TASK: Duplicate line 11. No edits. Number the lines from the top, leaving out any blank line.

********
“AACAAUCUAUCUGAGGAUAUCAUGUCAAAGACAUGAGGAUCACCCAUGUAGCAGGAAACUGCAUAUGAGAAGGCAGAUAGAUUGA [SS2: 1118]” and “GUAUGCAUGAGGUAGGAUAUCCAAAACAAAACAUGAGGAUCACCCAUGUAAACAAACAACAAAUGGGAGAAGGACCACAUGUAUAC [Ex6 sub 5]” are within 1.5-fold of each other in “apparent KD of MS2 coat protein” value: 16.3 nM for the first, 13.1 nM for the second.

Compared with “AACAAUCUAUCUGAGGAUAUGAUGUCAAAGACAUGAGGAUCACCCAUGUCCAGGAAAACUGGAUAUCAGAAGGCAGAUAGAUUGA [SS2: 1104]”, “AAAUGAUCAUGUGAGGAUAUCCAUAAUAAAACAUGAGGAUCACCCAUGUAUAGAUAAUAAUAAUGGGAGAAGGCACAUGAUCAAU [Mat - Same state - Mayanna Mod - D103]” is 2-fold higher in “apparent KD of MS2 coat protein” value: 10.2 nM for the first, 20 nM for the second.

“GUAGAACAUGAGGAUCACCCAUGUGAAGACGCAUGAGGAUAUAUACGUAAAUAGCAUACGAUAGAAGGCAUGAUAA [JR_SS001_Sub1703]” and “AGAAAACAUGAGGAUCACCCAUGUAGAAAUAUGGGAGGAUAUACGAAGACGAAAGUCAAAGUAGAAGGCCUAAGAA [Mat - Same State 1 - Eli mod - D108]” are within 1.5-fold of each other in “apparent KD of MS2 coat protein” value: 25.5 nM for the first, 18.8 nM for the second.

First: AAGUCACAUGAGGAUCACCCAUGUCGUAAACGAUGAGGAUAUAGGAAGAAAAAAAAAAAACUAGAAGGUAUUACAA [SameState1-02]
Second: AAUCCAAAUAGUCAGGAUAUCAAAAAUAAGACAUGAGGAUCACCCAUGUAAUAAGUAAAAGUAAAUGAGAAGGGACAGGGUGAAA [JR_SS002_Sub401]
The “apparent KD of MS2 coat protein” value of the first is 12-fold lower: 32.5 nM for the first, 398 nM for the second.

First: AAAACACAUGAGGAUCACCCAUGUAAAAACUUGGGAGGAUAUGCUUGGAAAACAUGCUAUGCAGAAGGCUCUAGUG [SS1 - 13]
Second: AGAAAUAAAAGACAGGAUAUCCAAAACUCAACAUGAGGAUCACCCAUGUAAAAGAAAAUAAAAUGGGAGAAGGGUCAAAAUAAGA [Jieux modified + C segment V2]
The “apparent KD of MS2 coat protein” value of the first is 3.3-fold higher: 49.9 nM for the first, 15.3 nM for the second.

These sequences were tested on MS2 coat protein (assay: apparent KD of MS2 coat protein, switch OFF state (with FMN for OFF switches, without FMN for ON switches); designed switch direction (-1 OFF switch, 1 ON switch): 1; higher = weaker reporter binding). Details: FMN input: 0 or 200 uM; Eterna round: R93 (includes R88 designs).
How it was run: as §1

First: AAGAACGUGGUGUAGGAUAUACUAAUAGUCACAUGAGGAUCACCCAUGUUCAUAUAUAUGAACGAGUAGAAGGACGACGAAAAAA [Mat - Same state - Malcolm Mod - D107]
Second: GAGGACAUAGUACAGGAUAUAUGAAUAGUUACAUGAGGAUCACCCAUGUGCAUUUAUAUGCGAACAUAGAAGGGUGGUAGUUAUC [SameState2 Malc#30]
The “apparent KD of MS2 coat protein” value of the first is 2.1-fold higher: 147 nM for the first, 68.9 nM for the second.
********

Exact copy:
How it was run: as §1